For my 5th grade and pre-algebra geometry lessons, I wanted students to develop their own formulae for surface area and volume. Even with the use of K'nex, Geo-Shapes and other geometry manipulatives, some students still had difficulty visualizing how specific nets would be be transformed into 3-Dimensional shapes.
I created nets with circles at their vertices and columns along their edges to create a new logic puzzle. I spent my vacation coloring and modge podging these nets to hang throughout the classroom.
Students loved these! Even students from other classes asked for copies to take home. I was thrilled with the outcome, but that didn't mean that I couldn't find a way to further improve the project.
There are multiple nets for every 3D solid. For example, there are 11 unique nets for a cube. I wanted to be able to distinguish between cubes assembled using different nets.
This exceeded by capabilities using Paint and Microsoft Word. So, I enlisted the help of my daughter, Danielle -- my business partner, school librarian and language arts teacher. Danielle worked as a graphic designer for a local printer before she was even old enough to drive. This project suddenly took on an entirely new life. Soon, we had nets with mandalas, gardens, fireworks, stars and even Pokemon. Each weekend, students now rush to the library after class to find her newest creations.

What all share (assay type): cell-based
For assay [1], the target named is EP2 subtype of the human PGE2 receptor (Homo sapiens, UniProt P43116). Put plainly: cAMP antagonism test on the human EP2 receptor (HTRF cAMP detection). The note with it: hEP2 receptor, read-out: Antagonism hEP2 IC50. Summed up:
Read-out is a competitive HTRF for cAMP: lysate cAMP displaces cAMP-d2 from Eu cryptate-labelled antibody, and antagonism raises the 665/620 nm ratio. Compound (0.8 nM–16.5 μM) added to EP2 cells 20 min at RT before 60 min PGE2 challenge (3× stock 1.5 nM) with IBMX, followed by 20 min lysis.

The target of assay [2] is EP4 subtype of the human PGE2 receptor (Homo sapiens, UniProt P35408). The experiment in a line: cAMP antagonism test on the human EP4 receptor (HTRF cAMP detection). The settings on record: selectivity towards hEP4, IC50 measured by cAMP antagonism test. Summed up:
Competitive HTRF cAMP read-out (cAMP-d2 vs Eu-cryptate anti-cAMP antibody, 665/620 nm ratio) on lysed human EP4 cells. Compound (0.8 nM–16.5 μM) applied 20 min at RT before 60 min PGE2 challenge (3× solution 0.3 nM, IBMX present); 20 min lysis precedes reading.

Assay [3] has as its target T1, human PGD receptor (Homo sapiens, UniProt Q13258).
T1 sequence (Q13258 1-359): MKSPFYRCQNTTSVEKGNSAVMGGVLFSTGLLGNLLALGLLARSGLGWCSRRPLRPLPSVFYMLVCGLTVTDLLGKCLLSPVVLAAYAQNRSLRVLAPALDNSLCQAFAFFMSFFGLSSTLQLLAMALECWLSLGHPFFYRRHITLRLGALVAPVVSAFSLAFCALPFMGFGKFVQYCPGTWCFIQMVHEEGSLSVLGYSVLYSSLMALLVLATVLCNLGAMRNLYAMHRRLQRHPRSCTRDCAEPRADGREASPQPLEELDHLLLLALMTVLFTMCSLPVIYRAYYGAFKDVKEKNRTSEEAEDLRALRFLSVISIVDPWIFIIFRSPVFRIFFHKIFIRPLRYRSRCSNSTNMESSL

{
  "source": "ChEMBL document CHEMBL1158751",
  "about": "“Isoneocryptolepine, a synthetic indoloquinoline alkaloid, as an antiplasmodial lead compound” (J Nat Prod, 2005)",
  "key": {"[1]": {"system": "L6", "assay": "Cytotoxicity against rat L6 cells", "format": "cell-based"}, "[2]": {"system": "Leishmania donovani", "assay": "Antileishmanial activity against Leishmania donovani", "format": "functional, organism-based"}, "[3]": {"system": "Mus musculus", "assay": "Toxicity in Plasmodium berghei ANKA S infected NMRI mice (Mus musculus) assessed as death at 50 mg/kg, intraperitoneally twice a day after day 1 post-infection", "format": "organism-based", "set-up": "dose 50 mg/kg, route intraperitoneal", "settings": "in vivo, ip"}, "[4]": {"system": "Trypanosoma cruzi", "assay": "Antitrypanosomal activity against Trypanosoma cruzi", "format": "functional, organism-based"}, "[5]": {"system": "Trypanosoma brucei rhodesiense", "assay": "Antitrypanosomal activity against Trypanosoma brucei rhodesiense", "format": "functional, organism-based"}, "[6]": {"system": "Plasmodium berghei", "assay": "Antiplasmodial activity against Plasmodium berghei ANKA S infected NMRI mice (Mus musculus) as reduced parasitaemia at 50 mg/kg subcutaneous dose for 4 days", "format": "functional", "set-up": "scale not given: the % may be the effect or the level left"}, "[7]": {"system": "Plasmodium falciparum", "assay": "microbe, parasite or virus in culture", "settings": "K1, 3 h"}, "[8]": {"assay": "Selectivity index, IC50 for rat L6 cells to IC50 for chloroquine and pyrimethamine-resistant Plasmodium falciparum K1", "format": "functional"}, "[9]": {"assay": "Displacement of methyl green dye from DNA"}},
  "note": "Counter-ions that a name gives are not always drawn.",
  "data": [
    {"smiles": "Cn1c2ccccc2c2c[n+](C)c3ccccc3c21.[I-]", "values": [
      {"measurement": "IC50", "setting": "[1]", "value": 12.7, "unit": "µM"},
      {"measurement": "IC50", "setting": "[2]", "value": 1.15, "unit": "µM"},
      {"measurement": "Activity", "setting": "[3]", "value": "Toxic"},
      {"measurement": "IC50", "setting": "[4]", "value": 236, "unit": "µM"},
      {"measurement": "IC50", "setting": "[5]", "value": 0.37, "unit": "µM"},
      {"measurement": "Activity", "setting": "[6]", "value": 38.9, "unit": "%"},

As the school librarian, Danielle strives to put books in each child's hand that will transform "Did you do your 15 minutes of reading?" into "Stop reading and go to sleep!" As the math teacher, I strive to connect children to the beauty of logic that is the core of math, to help them see the rules of math not as confusing constraints but as guides to use for their own creations. I strive to connect children to the beauty of logic that is the core of math, to help them see the rules of math not as confusing constraints but as guides to use for their own creations.